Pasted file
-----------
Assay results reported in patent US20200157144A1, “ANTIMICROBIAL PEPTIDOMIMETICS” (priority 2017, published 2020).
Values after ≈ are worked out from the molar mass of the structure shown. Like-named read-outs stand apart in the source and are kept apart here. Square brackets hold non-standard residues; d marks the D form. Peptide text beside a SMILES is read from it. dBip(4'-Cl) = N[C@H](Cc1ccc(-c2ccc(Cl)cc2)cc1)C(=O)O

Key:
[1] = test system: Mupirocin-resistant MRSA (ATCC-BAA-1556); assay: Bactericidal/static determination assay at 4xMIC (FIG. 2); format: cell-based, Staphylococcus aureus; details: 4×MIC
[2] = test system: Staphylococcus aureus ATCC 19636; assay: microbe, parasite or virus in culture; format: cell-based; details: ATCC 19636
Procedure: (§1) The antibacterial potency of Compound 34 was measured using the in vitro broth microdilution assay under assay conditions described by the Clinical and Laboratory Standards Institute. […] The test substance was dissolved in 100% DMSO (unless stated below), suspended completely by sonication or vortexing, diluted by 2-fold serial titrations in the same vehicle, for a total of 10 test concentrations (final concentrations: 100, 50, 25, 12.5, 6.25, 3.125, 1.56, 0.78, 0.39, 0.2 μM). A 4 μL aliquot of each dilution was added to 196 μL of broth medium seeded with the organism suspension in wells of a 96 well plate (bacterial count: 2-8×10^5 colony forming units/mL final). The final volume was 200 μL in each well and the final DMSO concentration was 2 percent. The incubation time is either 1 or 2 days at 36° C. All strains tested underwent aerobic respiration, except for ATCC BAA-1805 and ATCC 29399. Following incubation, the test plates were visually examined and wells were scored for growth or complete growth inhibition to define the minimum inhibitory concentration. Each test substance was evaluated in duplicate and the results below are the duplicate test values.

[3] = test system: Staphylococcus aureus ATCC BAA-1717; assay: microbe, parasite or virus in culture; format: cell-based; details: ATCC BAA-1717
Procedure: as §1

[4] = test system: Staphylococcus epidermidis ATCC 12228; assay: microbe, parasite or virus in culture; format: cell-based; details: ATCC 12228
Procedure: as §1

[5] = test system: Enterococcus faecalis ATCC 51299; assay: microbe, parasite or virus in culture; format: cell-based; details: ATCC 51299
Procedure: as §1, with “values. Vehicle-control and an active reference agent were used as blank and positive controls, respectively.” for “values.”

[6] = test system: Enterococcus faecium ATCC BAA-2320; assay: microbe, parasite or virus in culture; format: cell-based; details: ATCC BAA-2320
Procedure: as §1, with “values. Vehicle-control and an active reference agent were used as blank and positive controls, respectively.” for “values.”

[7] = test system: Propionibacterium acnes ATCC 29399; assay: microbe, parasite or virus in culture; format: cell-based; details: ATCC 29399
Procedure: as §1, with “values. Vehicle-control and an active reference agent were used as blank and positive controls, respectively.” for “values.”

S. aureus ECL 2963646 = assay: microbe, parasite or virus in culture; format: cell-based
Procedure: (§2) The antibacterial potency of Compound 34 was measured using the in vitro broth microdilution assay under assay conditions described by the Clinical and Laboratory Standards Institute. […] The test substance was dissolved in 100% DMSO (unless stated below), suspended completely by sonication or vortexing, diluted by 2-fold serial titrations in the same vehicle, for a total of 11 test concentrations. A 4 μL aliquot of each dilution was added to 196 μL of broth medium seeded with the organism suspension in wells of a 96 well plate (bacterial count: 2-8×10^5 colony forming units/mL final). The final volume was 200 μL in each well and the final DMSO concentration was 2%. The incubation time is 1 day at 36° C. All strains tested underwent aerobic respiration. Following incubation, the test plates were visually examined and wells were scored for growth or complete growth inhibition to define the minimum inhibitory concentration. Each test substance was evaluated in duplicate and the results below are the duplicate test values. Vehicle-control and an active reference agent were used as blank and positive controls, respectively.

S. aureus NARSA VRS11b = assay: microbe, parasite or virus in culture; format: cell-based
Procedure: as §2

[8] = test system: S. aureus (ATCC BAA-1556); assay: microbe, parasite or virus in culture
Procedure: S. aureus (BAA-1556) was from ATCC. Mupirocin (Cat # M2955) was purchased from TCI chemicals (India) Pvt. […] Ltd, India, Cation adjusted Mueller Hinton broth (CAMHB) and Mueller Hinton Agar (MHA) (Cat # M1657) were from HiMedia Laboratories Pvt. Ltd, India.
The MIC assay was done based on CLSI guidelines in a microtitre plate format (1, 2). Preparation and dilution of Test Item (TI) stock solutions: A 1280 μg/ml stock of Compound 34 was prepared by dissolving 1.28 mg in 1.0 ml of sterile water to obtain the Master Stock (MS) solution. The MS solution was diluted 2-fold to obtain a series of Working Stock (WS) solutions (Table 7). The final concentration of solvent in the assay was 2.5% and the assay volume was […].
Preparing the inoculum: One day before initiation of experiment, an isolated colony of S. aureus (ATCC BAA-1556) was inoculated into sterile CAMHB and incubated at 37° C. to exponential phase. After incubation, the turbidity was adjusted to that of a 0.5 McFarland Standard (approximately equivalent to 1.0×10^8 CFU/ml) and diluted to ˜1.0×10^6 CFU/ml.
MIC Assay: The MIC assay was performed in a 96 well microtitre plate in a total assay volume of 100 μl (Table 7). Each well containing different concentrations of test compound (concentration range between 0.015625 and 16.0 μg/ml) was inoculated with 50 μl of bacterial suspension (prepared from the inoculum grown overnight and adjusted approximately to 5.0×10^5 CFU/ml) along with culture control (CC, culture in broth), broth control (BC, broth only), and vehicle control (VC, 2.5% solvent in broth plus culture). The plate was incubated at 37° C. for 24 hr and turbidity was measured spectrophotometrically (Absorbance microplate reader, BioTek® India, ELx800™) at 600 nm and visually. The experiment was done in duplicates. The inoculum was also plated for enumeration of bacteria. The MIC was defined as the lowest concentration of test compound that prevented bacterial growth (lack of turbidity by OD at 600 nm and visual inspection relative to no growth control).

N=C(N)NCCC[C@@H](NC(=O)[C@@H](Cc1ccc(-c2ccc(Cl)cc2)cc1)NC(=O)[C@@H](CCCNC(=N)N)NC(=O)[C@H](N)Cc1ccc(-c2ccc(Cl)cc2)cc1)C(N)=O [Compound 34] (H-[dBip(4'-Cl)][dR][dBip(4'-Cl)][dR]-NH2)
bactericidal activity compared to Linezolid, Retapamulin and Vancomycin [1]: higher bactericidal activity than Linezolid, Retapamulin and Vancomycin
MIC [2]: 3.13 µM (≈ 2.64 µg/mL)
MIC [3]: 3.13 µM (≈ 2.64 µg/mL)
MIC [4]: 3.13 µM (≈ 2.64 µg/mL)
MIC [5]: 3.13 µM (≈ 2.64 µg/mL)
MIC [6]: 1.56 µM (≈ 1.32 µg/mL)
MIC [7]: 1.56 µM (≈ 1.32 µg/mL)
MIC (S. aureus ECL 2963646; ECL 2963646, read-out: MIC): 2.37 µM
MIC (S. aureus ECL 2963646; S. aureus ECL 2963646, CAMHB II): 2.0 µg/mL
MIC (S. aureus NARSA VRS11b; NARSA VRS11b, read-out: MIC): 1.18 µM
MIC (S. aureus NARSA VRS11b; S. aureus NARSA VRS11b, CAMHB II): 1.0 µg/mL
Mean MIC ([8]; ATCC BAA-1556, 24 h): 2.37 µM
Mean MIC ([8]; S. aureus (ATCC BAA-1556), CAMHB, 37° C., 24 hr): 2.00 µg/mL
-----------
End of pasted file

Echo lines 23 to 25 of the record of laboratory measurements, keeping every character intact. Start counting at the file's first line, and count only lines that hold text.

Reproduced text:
The MIC assay was done based on CLSI guidelines in a microtitre plate format (1, 2). Preparation and dilution of Test Item (TI) stock solutions: A 1280 μg/ml stock of Compound 34 was prepared by dissolving 1.28 mg in 1.0 ml of sterile water to obtain the Master Stock (MS) solution. The MS solution was diluted 2-fold to obtain a series of Working Stock (WS) solutions (Table 7). The final concentration of solvent in the assay was 2.5% and the assay volume was […].
Preparing the inoculum: One day before initiation of experiment, an isolated colony of S. aureus (ATCC BAA-1556) was inoculated into sterile CAMHB and incubated at 37° C. to exponential phase. After incubation, the turbidity was adjusted to that of a 0.5 McFarland Standard (approximately equivalent to 1.0×10^8 CFU/ml) and diluted to ˜1.0×10^6 CFU/ml.
MIC Assay: The MIC assay was performed in a 96 well microtitre plate in a total assay volume of 100 μl (Table 7). Each well containing different concentrations of test compound (concentration range between 0.015625 and 16.0 μg/ml) was inoculated with 50 μl of bacterial suspension (prepared from the inoculum grown overnight and adjusted approximately to 5.0×10^5 CFU/ml) along with culture control (CC, culture in broth), broth control (BC, broth only), and vehicle control (VC, 2.5% solvent in broth plus culture). The plate was incubated at 37° C. for 24 hr and turbidity was measured spectrophotometrically (Absorbance microplate reader, BioTek® India, ELx800™) at 600 nm and visually. The experiment was done in duplicates. The inoculum was also plated for enumeration of bacteria. The MIC was defined as the lowest concentration of test compound that prevented bacterial growth (lack of turbidity by OD at 600 nm and visual inspection relative to no growth control).